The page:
found in either the Ryan or Murray budgets. Obama did propose the idea

in his

meeting with Senate Democrats — but only as an element of a

broader deficit-reduction pact in which Republicans would yield

on approving new tax revenues.

"The president was pretty clear that there are pieces of the Social Security system he is willing to talk about. But he's

going to need some give from Republicans, as we all are," said Sen. Chris Murphy, D-Conn.

Though White House officials say Obama would still propose the inflation measure as part of a big deal, on Tuesday they refused

to say whether the president would include chained CPI in the fiscal blueprint he's expected to deliver in April.

Driving the House GOP plan is a promise to

pass a budget that would balance the government's books, which the

measure would

achieve by cutting $756 billion over 10 years from the Medicaid

health program for the poor and disabled, cutting deeply into

the day-to-day budgets of domestic agencies and repealing new

health coverage subsidies enacted two years ago with Obama's

signature health care bill.

In last year's presidential campaign, Ryan ran against both Obama's promise to raise tax rates on the wealthy and more than

$700 billion worth of cuts to Medicare providers. But now, Ryan claims that money to help balance the budget — as well as

about $1 trillion in taxes over a decade passed by Democrats as part of Obama's health care overhaul.

"We're not going to refight the past, because we know that that's behind us," Ryan told reporters on Tuesday.

Ryan is moving on to a new battle over the

annual cap for the 12 spending bills that Congress is supposed to pass

each year.

His budget assumes that the $1 trillion in savings over the coming

nine years from controversial automatic spending cuts,

just now starting, much of the money coming from the day-to-day

agency budgets for the Pentagon and domestic agencies, will

stay in effect.

Ryan, however, would restore those cuts to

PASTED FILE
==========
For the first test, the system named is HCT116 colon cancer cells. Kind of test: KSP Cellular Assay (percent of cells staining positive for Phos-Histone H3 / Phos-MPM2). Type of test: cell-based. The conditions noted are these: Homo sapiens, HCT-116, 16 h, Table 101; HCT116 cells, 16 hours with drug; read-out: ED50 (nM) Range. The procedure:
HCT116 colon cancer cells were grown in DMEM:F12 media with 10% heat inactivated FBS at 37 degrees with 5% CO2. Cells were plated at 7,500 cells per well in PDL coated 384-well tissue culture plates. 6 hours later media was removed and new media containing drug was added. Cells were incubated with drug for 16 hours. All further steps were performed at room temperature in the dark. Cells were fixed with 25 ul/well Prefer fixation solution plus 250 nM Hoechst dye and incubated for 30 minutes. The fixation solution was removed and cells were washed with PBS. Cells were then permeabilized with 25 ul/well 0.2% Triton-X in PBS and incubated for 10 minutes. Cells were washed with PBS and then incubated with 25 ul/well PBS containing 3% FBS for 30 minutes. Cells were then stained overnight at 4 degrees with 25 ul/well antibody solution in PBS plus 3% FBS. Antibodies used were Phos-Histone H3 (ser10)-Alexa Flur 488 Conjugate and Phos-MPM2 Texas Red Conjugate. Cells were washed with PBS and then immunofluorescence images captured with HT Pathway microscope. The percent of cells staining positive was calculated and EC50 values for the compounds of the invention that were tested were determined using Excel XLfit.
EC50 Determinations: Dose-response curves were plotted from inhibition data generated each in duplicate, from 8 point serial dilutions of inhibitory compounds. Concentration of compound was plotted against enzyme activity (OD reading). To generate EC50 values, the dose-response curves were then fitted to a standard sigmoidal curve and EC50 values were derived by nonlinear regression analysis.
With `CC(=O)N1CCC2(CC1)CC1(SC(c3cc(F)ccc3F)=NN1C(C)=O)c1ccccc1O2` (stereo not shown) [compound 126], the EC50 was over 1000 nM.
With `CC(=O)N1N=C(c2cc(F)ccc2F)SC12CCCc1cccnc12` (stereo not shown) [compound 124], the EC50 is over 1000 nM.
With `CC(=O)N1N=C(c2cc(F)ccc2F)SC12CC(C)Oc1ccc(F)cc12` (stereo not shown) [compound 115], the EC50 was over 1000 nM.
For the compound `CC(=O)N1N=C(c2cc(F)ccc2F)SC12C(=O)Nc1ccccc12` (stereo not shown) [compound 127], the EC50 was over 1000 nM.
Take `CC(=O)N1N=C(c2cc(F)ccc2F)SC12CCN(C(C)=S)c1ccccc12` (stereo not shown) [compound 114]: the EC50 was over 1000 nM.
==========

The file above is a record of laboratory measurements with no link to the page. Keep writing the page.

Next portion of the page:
the Pentagon and instead makes domestic agencies absorb them. This

double-whammy

means, for instance, that non-defense appropriations would be

limited to $414 billion next year — which is $55 billion below

the caps already mandated under the automatic cuts. That would

likely mean gridlock when it comes time to advance appropriations

bills this summer.

Ryan's plan promises to cut the deficit from

$845 billion this year to $528 billion in the 2014 budget year that

starts in

October. The deficit would drop to $125 billion in 2015 and hover

pretty much near balance for several years before registering

a $7 billion surplus in 2023.

The White House weighed in against the Ryan plan, saying it would turn Medicare into a voucher program and protect the wealthy

from tax increases.

"While the House Republican budget aims to

reduce the deficit, the math just doesn't add up," said White House

Press Secretary

Jay Carney. "Deficit reduction that asks nothing from the

wealthiest Americans has serious consequences for the middle class."

Ryan has also revived a controversial plan

that would, starting in 2024 for workers born in 1959 or after, replace

traditional

Medicare with a voucher-like government subsidy for people to buy

health insurance on the open market. Critics of the plan

say the subsidies wouldn't grow with inflation fast enough and

would shove thousands of dollars in higher premiums onto seniors

before very long.

Meanwhile, the Senate turned Tuesday to a

bipartisan, almost 600-page measure for the ongoing fiscal year that

serves as the

legislative vehicle to fund the day-to-day operations of

government through Sept. 30 — and prevent a government shutdown when

current funding runs out March 27.

Sens. Tom Coburn, R-Okla., and John McCain,

R-Ariz., held up the official start of debate on the measure,

complaining that

they hadn't had enough time to scrutinize it. The two are longtime

thorns in the side of senators on the powerful Appropriations

Committee.